I have recently installed Amazon Linux on EC2 to run NodeJS applications.

It is recommended to run them as a non root user. This user will still be me so there is no concern that someone else will have access to vim, that's off the list.

I added a newuser and now newuser has the same sudo rights as root. So how is it safer now? Is it just because newuser will have to enter a password to run commands?

Set up a NodeJS production environment

2 Answers 2


Because you can define a specific set of commands in /etc/sudoers that newuser is limited to running with elevated privileges. Ideally you find out what minimum commands are needed and limit it to that. Don't allow the account to sudo all commands as root if you can help it.

Next, you do not permit root to login via ssh. (/etc/ssh/sshd_config, set PermitRootLogin no). You always ssh login as yourself, not root, then just use sudo as needed.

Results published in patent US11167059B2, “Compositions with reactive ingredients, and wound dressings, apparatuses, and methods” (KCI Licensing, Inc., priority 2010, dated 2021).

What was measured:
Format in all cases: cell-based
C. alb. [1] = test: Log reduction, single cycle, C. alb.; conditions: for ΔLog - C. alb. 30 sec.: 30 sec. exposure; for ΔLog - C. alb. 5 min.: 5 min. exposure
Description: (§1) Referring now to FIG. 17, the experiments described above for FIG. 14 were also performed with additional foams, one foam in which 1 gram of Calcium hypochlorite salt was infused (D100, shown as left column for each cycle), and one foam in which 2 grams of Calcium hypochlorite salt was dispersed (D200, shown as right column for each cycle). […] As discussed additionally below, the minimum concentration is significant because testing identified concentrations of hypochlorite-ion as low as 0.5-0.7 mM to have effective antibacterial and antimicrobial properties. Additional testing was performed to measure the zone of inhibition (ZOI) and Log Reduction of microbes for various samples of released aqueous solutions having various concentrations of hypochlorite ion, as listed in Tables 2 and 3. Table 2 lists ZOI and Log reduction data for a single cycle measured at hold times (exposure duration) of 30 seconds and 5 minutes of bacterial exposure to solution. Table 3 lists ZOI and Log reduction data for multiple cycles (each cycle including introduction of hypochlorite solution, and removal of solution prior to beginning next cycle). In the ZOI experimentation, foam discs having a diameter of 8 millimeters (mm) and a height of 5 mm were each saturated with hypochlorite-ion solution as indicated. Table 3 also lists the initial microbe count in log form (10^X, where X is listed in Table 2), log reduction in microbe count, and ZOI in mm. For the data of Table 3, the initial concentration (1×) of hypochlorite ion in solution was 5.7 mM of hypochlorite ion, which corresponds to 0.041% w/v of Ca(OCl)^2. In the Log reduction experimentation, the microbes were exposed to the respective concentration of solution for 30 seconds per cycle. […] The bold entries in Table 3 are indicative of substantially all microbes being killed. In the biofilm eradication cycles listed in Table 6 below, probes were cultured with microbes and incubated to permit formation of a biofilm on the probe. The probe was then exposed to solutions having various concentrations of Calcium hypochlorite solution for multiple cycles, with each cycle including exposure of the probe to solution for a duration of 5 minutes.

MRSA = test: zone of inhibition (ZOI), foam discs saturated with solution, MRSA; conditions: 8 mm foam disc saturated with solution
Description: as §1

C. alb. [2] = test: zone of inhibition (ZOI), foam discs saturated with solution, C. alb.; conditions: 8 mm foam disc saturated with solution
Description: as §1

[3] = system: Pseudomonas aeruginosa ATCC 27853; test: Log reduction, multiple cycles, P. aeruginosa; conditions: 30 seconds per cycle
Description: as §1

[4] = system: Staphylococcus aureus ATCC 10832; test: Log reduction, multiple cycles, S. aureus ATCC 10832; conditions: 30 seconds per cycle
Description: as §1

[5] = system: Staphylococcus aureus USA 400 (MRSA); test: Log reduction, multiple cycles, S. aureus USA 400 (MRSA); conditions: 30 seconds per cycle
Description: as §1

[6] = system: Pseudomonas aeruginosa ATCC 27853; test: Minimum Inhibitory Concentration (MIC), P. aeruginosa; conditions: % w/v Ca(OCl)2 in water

If a malicious user got access to your login and you have unrestricted sudo access, you are correct: sudo access wouldn't provide any additional barrier compared to just using a root shell directly. (That's likely the first thing they would do with their sudo access anyway.)

However, if it's just you using it, using normal privileges except when you actually need root access can help prevent some unpleasant mistakes.

It's not a point of security; it's a point of accident prevention.

This has been discussed extensively elsewhere on this site:

Note: Setting up sudo in a corporate environment with access restricted to very specific commands is of course an actual security advantage. With my statement above I'm referring to personal computers, and answering the question: "Why is unrestricted sudo access preferable to using a root shell directly, even on a personal computer?" It's preferable because it prevents accidents.

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